Justice Antonin Scalia wrote a blistering dissent to the just-announced majority decision for Arizona v. United States, which struck down three of the four provisions of the controversial Arizona immigration law passed in 2010. While the Court did uphold the key provision requiring law-enforcement officers to check the immigration status of anyone detained or arrested if “reasonable suspicion” exists that the person is in the country illegally, Scalia maintained that the law should have been upheld in its entirety on the basis of a state’s sovereign rights:
Today’s opinion, approving virtually all of the Ninth Circuit’s injunction against enforcement of the four challenged provisions of Arizona’s law, deprives States of what most would consider the defining characteristic of sovereignty: the power to exclude from the sovereign’s territory people who have no right to be there.
“That power to exclude,” writes Scalia, “has long been recognized as inherent in sovereignty.” He briefly outlined the pre-Constitution and early post-Constitution history of immigration enforcement (“After the adoption of the Constitution there was some doubt about the power of the Federal Government to control immigration, but no doubt about the power of the States to do so.”), then offered two scenarios in which regulation of immigration by the states is excluded by the Constitution:
when (1) it [state regulation] has been prohibited by a valid federal law, or (2) it conflicts with federal regulation — when, for example, it admits those whom federal regulation would exclude, or excludes those whom federal regulation would admit.
The first is not applicable here: Congress has not “unequivocally expres[sed] its intent to abrogate” state enforcement rights. Scalia spends the bulk of his dissent showing that none of the Arizona law’s four provisions fits the second scenario, either.
Discussing Section 2 (that provision upheld by the Court), Scalia notes that the attorneys for the federal government conceded that the section is in full compliance with existing law: “That concession, in my view, obviates the need for further inquiry.” However, the federal government called upon the Court to overturn the case based on speculation. Scalia quotes United States v. Salerno (1987) in response: “The fact that [a law] might operate unconstitutionally under some conceivable set of circumstances is insufficient to render it wholly invalid.”
Responding to contentions over Section 6, which would allow a law enforcement officer to arrest a potentially “removable” person without a warrant, Scalia writes that Arizona is, again, in compliance with federal policy and the Constitution:
The most important point is that, as we have discussed, Arizona is entitled to have “its own immigration policy” — including a more rigorous enforcement policy — so long as that does not conflict with federal law. The Court says, as though the point is utterly dispositive, that “it is not a crime for a removable alien to remain present in the United States.”. . . It is not a federal crime, to be sure. But there is no reason Arizona cannot make it a state crime for a removable alien (or any illegal alien, for that matter) to remain present in Arizona. [italics original]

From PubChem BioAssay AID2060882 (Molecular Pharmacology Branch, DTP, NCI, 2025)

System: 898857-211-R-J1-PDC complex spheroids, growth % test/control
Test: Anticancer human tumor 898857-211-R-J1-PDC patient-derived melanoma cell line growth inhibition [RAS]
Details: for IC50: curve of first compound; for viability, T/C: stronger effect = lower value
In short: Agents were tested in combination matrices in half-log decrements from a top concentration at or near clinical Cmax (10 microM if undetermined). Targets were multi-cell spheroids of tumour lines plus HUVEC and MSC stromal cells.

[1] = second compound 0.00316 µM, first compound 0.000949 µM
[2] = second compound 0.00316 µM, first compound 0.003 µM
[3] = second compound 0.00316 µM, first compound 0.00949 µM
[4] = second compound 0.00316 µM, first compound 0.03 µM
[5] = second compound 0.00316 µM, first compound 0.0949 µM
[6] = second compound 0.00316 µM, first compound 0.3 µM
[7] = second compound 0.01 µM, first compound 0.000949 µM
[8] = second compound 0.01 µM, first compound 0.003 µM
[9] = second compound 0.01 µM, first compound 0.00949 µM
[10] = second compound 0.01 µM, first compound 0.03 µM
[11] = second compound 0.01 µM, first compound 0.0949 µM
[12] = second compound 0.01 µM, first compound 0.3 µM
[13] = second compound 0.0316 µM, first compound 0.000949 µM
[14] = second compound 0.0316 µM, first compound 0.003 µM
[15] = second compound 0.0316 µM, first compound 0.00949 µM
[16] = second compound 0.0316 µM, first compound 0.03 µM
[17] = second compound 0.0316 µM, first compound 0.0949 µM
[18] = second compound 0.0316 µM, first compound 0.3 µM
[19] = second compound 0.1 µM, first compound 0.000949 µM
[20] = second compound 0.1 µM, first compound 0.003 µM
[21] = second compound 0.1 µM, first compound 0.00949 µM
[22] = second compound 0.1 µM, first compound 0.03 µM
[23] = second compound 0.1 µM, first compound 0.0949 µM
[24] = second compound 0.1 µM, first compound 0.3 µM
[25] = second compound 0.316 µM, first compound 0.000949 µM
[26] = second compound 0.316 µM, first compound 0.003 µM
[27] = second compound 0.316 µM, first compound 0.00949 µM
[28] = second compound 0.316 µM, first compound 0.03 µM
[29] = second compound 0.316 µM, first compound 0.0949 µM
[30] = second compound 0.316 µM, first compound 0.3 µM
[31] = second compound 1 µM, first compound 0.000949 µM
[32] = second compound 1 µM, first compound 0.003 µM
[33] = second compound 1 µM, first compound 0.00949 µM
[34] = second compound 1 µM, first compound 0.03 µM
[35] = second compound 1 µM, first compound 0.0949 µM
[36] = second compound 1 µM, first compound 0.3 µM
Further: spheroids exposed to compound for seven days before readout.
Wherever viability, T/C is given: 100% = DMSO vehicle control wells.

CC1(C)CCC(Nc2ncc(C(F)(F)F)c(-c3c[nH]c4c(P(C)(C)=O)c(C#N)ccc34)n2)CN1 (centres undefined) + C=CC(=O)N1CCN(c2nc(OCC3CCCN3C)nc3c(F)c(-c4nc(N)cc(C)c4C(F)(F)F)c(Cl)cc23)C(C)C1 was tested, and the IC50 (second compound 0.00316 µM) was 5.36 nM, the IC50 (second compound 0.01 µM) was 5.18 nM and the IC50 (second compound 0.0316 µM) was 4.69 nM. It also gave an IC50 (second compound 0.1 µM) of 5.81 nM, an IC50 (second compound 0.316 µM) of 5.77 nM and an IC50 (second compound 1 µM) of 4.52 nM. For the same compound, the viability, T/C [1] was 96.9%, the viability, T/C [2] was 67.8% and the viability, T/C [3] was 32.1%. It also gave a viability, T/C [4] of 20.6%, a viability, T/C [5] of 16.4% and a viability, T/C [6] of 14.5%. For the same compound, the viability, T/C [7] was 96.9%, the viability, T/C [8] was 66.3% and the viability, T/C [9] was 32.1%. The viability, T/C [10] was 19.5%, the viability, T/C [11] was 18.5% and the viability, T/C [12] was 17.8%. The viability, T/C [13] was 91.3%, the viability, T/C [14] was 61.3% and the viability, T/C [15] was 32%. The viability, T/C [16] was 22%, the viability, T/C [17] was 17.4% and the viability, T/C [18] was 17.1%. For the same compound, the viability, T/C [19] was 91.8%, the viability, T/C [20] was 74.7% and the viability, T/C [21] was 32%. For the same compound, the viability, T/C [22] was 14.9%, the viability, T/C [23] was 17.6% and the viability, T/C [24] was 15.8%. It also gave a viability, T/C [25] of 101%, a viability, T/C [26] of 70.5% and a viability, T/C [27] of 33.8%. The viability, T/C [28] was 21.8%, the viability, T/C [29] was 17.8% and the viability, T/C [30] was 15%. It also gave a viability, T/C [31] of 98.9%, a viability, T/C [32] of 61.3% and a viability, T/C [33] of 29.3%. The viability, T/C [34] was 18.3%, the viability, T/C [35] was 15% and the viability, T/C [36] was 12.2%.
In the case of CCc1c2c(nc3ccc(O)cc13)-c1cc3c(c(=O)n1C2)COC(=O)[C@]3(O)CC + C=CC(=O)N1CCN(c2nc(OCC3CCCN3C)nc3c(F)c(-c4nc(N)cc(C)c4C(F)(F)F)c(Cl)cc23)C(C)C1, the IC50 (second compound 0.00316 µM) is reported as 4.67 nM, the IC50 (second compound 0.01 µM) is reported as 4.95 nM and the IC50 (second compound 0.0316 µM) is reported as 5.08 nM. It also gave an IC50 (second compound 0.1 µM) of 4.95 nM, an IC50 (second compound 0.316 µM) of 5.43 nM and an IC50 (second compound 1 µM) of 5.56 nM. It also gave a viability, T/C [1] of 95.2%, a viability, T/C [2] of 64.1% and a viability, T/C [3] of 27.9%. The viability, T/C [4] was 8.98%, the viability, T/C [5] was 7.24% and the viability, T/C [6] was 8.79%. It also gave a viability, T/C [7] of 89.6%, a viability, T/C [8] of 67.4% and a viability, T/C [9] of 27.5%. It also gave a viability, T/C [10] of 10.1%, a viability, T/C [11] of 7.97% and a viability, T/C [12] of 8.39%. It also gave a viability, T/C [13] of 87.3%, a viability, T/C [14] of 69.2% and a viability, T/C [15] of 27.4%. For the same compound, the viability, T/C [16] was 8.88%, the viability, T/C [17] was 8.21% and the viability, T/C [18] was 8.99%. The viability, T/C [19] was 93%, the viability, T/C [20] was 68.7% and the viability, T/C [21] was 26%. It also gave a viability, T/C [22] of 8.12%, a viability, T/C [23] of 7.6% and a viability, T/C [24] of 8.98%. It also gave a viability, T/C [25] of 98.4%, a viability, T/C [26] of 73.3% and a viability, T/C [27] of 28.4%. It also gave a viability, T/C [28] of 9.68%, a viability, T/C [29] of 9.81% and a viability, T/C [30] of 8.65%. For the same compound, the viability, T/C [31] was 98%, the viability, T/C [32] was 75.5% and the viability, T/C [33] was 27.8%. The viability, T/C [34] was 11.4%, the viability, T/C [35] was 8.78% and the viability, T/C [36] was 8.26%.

Addressing Arizona’s frustration with federal inaction:
The Government complains that state officials might not heed “federal priorities.” Indeed they might not, particularly if those priorities include willful blindness or deliberate inattention to the presence of removable aliens in Arizona. The State’s whole complaint — the reason this law was passed and this case has arisen — is that the citizens of Arizona believe federal priorities are too lax. The State has the sovereign power to protect its borders more rigorously if it wishes, absent any valid federal prohibition. The Executive’s policy choice of lax federal enforcement does not constitute such a prohibition.
Responding to arguments against Section 3, which would make a current federal law punishable under Arizona state law:
The Court points out . . . that in some respects the state law exceeds the punishments prescribed by federal law: It rules out probation and pardon, which are available under federal law. The answer is that it makes no difference. Illegal immigrants who violate §3 violate Arizona law. It is one thing to say that the Supremacy Clause prevents Arizona law from excluding those whom federal law admits. It is quite something else to say that a violation of Arizona law cannot be punished more severely than a violation of federal law. Especially where (as here) the State is defending its own sovereign interests, there is no precedent for such a limitation. [italics original]